The Vauxhall Astra – A British success story

What’s the first car that comes to mind when you think of family hatchbacks? For many in Britain, there’s a good chance that one of their first answers will be the Vauxhall Astra.

That alone says a lot about how much of an impact this car has had since it first came to life on these shores.

This October is a huge month for the Vauxhall Astra, as its new seventh-generation model will arrive in showrooms.

Vauxhall has also recently been celebrating 36 years since production began of the Astra, with the majority built at the brand’s plant in Ellesmere Port, Merseyside.

Whether you love it or you don’t, there’s no denying that the Vauxhall Astra has had a big and successful impact in Britain over the past few decades.

First debuting all the way back in 1979, production of the first-generation Astra was initiated at Ellesmere Port in 1981. Though the Astra has also found its way to other production facilities across Europe (sporting Opel rather than Vauxhall badges), it has been a mainstay in Britain for more than three decades.

The first few generations of the Astra regularly fought with the similar-sized Ford Escort to be top dog in the UK car market. Though it never quite toppled the Escort for sales in Britain, the Astra did get closer to matching the iconic Ford with each new generation launch.

The Escort has been discontinued in Britain for over a decade now, but the Volkswagen Golf, originally launched before the Astra, is another arch-rival which continues to fight the Vauxhall to this day.

Since the start of the 21st century, the Escort’s successor, the Ford Focus, has established itself, setting up a three-way battle in the British new car market for C-segment/family hatchback supremacy.

The Astra’s design updates and competitive price range has allowed it to feature regularly among the top five overall best-selling new cars in Britain year-in-year-out.

While there’s no disputing its sales, how good has it actually been for Britain and its car market? Well, some stats compiled by its makers delve deeper into the influence the Astra has had on Vauxhall, its British work staff and the British car industry over time.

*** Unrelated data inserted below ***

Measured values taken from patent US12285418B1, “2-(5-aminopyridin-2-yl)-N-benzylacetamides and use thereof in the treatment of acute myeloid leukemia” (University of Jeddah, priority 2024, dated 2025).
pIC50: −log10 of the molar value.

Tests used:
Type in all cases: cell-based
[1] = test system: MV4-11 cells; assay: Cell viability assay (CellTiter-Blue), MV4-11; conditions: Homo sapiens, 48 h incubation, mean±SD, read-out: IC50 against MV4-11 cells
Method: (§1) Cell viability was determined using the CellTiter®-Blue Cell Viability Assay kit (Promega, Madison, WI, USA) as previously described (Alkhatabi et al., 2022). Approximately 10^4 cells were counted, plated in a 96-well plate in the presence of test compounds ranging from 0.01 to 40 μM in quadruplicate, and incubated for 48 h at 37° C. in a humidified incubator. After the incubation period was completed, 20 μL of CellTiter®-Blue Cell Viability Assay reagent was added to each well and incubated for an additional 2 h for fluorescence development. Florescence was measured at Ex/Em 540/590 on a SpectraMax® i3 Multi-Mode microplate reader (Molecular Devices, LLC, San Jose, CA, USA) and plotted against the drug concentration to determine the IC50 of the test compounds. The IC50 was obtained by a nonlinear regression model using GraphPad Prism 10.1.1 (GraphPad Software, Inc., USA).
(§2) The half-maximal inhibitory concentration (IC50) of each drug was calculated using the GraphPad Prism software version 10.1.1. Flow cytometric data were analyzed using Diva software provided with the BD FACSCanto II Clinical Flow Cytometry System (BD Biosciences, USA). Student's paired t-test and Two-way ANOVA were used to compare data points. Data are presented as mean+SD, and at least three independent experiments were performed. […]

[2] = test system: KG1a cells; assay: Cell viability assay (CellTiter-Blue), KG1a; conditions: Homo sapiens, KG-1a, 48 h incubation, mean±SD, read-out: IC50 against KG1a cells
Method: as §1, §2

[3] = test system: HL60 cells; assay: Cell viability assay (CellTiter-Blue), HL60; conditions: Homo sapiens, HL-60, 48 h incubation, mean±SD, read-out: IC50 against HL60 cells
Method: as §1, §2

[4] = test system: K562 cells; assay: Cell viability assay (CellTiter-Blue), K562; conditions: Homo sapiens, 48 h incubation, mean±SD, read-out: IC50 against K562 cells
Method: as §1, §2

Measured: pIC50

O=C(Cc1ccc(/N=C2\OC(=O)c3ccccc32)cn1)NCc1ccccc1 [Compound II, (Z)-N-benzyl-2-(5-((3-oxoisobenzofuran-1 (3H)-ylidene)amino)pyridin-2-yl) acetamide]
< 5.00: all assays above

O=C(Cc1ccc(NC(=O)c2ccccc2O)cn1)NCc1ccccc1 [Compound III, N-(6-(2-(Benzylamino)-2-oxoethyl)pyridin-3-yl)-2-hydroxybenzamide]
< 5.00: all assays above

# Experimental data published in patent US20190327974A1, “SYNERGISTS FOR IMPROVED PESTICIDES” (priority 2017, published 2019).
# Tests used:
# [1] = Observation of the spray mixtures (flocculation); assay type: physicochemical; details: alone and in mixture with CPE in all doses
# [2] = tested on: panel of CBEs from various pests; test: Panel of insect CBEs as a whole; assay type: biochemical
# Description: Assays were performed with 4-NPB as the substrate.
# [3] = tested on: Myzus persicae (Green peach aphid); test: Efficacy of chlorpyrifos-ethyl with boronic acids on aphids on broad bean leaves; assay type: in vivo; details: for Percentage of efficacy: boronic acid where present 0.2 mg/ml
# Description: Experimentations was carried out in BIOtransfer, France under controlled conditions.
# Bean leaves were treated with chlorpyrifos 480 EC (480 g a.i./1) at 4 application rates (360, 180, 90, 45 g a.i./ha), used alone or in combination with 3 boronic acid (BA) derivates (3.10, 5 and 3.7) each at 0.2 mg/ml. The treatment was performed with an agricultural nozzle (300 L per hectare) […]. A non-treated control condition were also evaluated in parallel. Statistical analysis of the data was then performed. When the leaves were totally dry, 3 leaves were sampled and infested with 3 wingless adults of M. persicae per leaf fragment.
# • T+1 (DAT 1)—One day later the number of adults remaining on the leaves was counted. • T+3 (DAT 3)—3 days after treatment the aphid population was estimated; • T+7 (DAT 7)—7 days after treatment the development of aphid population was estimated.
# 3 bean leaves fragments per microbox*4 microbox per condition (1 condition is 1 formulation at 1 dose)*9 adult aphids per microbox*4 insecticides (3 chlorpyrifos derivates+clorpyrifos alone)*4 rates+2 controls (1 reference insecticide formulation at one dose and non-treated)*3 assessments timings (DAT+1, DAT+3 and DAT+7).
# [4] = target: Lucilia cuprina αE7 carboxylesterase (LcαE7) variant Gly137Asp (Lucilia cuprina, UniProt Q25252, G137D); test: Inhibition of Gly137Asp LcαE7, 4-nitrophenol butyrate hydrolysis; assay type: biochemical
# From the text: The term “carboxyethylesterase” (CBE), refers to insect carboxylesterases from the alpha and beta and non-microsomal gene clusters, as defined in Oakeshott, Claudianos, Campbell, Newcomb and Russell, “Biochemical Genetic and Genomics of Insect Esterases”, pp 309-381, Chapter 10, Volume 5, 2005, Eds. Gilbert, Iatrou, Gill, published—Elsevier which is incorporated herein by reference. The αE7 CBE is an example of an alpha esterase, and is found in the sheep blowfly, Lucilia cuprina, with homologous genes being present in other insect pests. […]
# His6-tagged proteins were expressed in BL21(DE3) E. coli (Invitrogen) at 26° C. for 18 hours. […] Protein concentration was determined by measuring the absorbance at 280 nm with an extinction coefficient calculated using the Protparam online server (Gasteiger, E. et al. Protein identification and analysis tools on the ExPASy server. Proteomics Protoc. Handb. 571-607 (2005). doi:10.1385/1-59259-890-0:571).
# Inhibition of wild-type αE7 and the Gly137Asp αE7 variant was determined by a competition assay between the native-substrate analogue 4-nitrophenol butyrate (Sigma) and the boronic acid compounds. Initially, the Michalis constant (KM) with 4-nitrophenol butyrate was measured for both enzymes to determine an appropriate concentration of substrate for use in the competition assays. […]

Based on its performance in the market over the years, Vauxhall has worked out that on average one in four Britons has owned an Astra. The manufacturer has also sold a total of three million Astras in the past 36 years, including 50,000 in the past 12 months alone.

Thanks in large part to the Astra, the Ellesmere Port facility, open since 1962, has manufactured five million vehicles in total, with around two million of those being exported to 25 European markets.

Also, with production of the new-generation Astra remaining at Ellesmere Port, £140 million has been invested in this factory, securing 2,000 jobs in the process.

The approximate build time for the Astra is also planned to be reduced from 24 hours currently to just 22 hours as production grows. The aim for the Ellesmere Port plant is to build approximately 680 cars per day, averaging 120,000 units per year.

With nearly 25 per cent of parts sourced from UK suppliers, the Ellesmere Port plant is a significant contributor to the British economy. Vauxhall estimates that its continued investment at the plant will boost UK manufacturing, utilities, construction, transportation and storage companies by at least £70 million.

With big figures like these to back it up, it’s unlikely the Vauxhall Astra is going to run out of steam anytime soon. For those who care about the health of the British car industry, that sort of news is surely welcoming.

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